Tranche after tranche our numbers are dwindling due to way our cases are being dealt with. For eg, Francis was forced to plead guilty as he will be away on 19th Jan 10 and judge insisted the hearing to start on 18 Jan 10. Sylvester having to plead guilty due to work commitment.

As for myself, my boy, Joe-En has started his Primary One this year, a phase that is important to him as well as for me as a mother. I have made application to Judge Chia Wee Kiat with the understanding and support from my 10 remaining co-defendants to have the lunch break from 1130 to 1330 so that I could rush home to bring my boy to school. Thankfully the judge allowed my application without objection from the DPP.

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Discriminatory job ads on the decline? That is but the tip of our problems.

January 22, 2010 by · 5 Comments
Filed under: Current Affairs and Politics 

Written by Ng E-Jay
22 January 2010

According to a report recently released by the Tripartite Alliance for Fair Employment Practices (Tafep), discriminatory job advertisements such as those unfairly specifying the preferred race or gender of the job applicant without explaining why those characteristics are necessary for the job, are on the decline.

The Straits Times article “Discriminatory job ads decline: Report” (21 Jan 2010) quoted the Tafep’s report as saying that the number of print advertisements containing discrimination fell to 1% last year compared to 19.7% in 2006.

Immediate questions arise. Firstly, what criteria does Tafep use to determine whether companies have fairly specified certain age or gender requirements as a result of genuine manpower needs (like requiring applicants to be below a certain age as hard labour is involved)? Secondly, why has Tafep confined itself to print media when there is a slowly growing number of job advertisements made online?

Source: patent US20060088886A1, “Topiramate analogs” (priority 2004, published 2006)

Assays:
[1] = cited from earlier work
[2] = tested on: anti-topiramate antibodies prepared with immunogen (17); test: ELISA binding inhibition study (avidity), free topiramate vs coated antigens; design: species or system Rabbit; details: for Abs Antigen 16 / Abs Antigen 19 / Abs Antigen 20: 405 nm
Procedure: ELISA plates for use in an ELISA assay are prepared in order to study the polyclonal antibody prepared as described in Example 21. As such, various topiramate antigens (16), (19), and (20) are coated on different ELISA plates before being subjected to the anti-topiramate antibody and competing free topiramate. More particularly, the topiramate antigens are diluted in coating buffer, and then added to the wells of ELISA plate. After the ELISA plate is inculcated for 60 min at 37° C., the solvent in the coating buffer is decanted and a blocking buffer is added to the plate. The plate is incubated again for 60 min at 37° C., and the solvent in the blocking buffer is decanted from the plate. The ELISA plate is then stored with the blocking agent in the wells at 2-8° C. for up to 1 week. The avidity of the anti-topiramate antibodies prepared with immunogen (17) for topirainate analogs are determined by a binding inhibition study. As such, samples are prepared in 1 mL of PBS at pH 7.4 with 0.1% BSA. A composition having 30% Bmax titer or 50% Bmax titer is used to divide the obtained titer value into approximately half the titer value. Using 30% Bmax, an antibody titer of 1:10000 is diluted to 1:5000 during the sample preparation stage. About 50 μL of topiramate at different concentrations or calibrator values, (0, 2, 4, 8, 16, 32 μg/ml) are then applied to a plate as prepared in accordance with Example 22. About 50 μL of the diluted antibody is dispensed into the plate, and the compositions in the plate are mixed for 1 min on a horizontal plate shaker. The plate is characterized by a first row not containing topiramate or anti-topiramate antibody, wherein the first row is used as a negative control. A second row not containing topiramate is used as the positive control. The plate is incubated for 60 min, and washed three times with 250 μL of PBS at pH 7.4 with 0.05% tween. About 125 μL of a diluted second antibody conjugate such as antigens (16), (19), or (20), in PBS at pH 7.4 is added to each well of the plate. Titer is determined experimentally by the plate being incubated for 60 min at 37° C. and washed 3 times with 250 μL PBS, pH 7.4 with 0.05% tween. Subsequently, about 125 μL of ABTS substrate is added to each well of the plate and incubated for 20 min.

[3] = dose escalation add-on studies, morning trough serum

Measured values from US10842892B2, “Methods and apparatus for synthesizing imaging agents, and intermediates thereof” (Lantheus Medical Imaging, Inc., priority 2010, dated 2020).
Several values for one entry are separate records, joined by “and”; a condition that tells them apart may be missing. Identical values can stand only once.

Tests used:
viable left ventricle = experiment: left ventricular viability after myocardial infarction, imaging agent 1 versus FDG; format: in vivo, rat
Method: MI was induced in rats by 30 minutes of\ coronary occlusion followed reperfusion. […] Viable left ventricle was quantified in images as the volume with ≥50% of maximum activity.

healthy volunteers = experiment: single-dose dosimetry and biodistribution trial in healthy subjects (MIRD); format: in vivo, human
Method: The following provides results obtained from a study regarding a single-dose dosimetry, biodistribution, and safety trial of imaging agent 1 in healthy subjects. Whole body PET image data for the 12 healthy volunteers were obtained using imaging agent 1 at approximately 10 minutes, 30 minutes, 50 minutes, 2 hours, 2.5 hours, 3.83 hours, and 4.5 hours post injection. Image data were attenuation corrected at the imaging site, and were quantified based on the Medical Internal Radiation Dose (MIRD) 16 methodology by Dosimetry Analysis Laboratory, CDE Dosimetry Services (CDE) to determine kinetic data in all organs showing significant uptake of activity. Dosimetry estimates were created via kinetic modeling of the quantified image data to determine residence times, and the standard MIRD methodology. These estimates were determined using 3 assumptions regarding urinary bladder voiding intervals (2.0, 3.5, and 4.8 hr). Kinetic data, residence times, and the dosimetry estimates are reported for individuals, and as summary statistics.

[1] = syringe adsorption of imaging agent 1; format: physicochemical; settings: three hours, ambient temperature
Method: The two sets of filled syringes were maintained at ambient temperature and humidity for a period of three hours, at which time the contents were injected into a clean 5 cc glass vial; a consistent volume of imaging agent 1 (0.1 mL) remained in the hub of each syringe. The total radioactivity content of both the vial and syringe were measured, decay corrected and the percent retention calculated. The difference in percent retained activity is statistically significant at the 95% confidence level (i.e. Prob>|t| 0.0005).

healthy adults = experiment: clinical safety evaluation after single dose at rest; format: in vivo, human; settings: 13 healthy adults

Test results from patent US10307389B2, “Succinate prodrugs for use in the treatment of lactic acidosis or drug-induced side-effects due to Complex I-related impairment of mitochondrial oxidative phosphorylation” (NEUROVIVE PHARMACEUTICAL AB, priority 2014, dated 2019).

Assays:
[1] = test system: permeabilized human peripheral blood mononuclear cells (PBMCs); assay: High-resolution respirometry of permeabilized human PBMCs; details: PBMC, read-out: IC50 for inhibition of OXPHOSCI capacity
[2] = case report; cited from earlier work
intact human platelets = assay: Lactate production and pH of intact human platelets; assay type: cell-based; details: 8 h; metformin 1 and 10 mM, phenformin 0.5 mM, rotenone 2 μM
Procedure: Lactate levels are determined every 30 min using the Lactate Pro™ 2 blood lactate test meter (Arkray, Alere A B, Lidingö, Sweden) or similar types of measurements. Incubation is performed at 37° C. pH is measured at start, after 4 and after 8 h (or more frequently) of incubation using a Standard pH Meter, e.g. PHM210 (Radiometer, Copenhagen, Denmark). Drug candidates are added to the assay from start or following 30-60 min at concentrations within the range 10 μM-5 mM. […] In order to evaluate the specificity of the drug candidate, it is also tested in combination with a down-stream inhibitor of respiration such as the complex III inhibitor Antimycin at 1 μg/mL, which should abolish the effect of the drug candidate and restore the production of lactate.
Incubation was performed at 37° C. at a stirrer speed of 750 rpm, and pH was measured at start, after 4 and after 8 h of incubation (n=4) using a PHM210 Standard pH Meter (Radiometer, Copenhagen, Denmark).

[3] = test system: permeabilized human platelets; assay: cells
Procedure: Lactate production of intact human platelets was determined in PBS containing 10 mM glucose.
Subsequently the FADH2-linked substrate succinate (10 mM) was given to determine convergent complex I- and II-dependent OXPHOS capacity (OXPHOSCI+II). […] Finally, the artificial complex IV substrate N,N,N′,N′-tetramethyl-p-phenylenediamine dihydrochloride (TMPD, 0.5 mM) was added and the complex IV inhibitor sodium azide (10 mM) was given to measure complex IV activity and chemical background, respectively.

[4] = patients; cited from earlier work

These questions however are academic. The main issue I have with the Tafep report is that it has neglected to consider discrimination against Singaporeans vis-a-vis foreign workers.

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AlJazeera’s video report on Singapore’s liberal immigration policy

January 22, 2010 by · 2 Comments
Filed under: Current Affairs and Politics, Media articles 

AlJazeera interviews former NMP Siew Kum Hong, Jolovan Wham from Humanitarian Organization for Migrant Economics (H.O.M.E.), and Dr Dawn Dekle from the Singapore Institute for International Affairs on Singapore’s liberal immigration policy.

Notable views:

The Government (has) put in place a set of very liberal policies, and did not anticipate the predictable outcome of private employers exploiting the system that was put in place …. …. We have a growing number of foreigners with no special skills who are competing with middle class and lower middle class Singaporeans for jobs, and that is where Singaporeans are feeling it the most. (Siew Kum Hong)

The Government has not thought very much about the social support structures that have to come in tandem with import of foreign workers but has just liberalized the recruitment of these workers (resulting in abuse). (Jolovan Wham)

Electoral Fairness, Not Patronage!

January 19, 2010 by · 1 Comment
Filed under: Current Affairs and Politics 

Written by Ng E-Jay
14 January 2010

(I originally wrote this article for The Online Citizen.)

In his article entitled “A masterstroke?” (Jan 9), TODAY correspondent Loh Chee Kong argued that the recent proposal of allowing more NCMP seats might fragment the opposition and diminish the lure of trying to capture a GRC.

Loh argued that the extra NCMP seats would test the opposition’s unity and cohesiveness as candidates from rival parties would now have an incentive to compete against each other to be one of the nine “best losers” rather than focusing the fight against the PAP.